We, too, find it relevant to note. Certainly, no higher burden or greater restrictions should be imposed on the States by the Federal government than the government imposes upon itself.

In the case before us, the appellant was fully advised of his Miranda rights on at least two occasions. He was first advised on the night he was arrested and placed in jail, and again immediately before he gave the alleged confession at which time the county attorney meticulously went over each item with appellant to insure that he fully understood their meaning. Appellant acknowledged that he did understand them.

In this instance, the unlawful detention of appellant was a fact to be weighed by the learned trial judge along with the other testimony bearing upon whether the confession was free and voluntary.

A preliminary inquiry, out of the presence of the jury, into the voluntariness of appellant's confession was held by the trial judge who found that the confession was admissible. We are unable to say from the evidence that he was erroneous in this determination, recognizing the test to be that the voluntariness of a confession must be shown beyond a reasonable doubt.

We have not overlooked appellant's contention that "he was under great psychological pressure amounting to torture." We find this assertion wholly unsupported by the record. By appellant's own admission, he was only questioned five or ten minutes on the night he was arrested.

In considering the guilt or innocence of appellant, the jury had before it the testimony of Terry Flannagan, who was an inmate of the jail on Friday, January 21, 1972. Flannagan testified that appellant, during a conversation in the jail on that date, admitted that he (Bell) did not go into the store but that he was watching for Barnes and that Barnes got a television, a radio, and a speaker. They also had the testimony of Dorothy Redman who testified that she *375 too was an inmate of the jail on Friday, January 21, 1972, and that appellant told her that they (appellant and Barnes) broke into Hood's place and that he watched for Danny Barnes. We feel that the jury was amply justified in finding the defendant guilty.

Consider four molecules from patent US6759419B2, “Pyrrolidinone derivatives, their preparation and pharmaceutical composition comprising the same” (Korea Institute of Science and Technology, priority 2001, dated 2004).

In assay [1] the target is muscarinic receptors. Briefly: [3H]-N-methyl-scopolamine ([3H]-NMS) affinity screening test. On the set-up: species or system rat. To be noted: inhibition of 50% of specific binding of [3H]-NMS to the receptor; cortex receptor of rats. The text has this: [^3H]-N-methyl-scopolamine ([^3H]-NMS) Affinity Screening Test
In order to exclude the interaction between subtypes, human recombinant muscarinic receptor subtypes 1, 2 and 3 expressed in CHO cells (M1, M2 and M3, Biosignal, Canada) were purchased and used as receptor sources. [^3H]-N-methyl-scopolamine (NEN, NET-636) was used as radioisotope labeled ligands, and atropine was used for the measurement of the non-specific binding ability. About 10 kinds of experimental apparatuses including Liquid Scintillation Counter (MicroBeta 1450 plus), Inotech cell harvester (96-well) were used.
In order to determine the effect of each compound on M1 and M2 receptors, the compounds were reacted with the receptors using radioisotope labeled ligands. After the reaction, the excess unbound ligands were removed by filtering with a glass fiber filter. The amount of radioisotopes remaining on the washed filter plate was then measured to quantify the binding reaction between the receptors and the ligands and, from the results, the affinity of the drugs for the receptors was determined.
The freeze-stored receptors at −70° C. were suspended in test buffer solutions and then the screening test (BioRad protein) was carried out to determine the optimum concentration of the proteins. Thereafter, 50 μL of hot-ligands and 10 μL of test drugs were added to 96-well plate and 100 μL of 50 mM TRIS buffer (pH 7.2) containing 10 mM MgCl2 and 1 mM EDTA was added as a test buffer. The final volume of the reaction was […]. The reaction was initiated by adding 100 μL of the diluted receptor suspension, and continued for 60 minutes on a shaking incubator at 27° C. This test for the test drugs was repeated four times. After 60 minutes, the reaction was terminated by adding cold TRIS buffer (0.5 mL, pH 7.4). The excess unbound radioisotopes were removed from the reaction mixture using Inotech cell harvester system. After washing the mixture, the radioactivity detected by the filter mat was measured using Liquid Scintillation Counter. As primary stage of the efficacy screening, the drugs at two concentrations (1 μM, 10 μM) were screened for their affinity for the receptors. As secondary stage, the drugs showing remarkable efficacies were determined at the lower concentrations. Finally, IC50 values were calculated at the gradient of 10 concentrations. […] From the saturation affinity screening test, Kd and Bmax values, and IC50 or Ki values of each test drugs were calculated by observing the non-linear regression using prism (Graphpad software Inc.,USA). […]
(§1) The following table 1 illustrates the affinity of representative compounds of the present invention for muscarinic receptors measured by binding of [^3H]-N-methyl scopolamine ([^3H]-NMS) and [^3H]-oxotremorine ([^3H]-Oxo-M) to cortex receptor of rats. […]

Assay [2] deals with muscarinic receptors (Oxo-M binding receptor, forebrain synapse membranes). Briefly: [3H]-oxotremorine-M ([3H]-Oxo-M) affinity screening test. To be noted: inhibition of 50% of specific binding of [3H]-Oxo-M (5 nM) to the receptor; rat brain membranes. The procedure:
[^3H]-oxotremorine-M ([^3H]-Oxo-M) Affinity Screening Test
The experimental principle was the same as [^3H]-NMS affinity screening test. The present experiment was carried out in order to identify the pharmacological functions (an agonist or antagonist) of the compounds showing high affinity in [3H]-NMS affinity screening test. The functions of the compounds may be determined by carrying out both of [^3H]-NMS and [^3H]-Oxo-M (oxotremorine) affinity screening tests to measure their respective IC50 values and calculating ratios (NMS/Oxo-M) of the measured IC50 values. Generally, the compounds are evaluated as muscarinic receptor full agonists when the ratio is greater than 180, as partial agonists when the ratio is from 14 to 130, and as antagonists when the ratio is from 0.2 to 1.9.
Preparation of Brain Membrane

Appellant remained in jail overnight and the next morning advised the jailer that he was ready to tell what happened. Thereafter, his father was called to be present during the confession and remained present during the recording thereof. It is interesting to note that appellant did not call his father as a witness in his own behalf. We must accept the determination of the trial judge that no threats or promises were made to the appellant as he contended, and absent these, it is hard for us to envision how remaining in jail overnight, although admittedly an undesirable predicament, could amount to "psychological pressure amounting to torture."

In the case of Nicholson v. State, 235 Miss. 273, 108 So. 2d 842 (1959), where the defendant contended that leaving him alone in jail overnight was clearly an act of coercion and intimidation, thus rendering his confession involuntary, this Court stated:

It is, of course, true, as this Court has held, that "confessions induced by fear, though not aroused by spoken threats, are nevertheless involuntary, because the fear which takes away the freedom may arise solely from the conditions and circumstances surrounding the confessor." White v. State, 129 Miss. 182, 91 So. 903. Fisher v. State, 145 Miss. 116, 110 So. 361. We have never held, however, that a confession should be rejected because made under fear not produced by extraneous pressure exerted for the purpose of forcing a confession. The rule is well stated in 22 C.J.S. Criminal Law § 826 P. 1448, as follows: "However, a confession should not be rejected because it was made under a fear produced not by extraneous pressure exerted for the purpose of forcing a confession, but from apprehension due to the situation in which accused finds himself, and the fear of injury, which will render a confession inadmissible, must be a fear which another excites to make accused confess." (235 Miss. at 276, 108 So.2d at 843).

Appellant further contends that he was placed in a cell in which he had heard that Sheriff Phillips had hanged a colored boy. This contention was not raised during the preliminary hearing on the voluntariness of the confession, but was brought out later during the trial by the defendant while testifying in his defense before the jury and after the taped confession was already in evidence. Therefore, the trial judge was not given the opportunity to take same into consideration in ruling on the confession's admissibility. Under these facts, it was not necessary for the prosecution to rebut this assertion except for what persuasive effect it might have had on the jury. Considering the verdict of guilty, the jury gave this contention little, if any, weight. However, assuming that this contention had been timely raised, it is not a circumstance which was exerted against the appellant in order to make him confess but was something that the appellant had heard at home. The appellant has never contended that Sheriff Phillips or any other officer told him that the sheriff had hanged a boy there in the jail or that they used this tale in any manner in an attempt to bring subtle pressure on appellant to make him confess. It would be an unbearable burden to require the prosecution to rebut every fantasy of the imagination that might be found in the mind of an accused.

The judgment of the circuit court is affirmed.


GILLESPIE, C.J., and INZER, SUGG and BROOM, JJ., concur.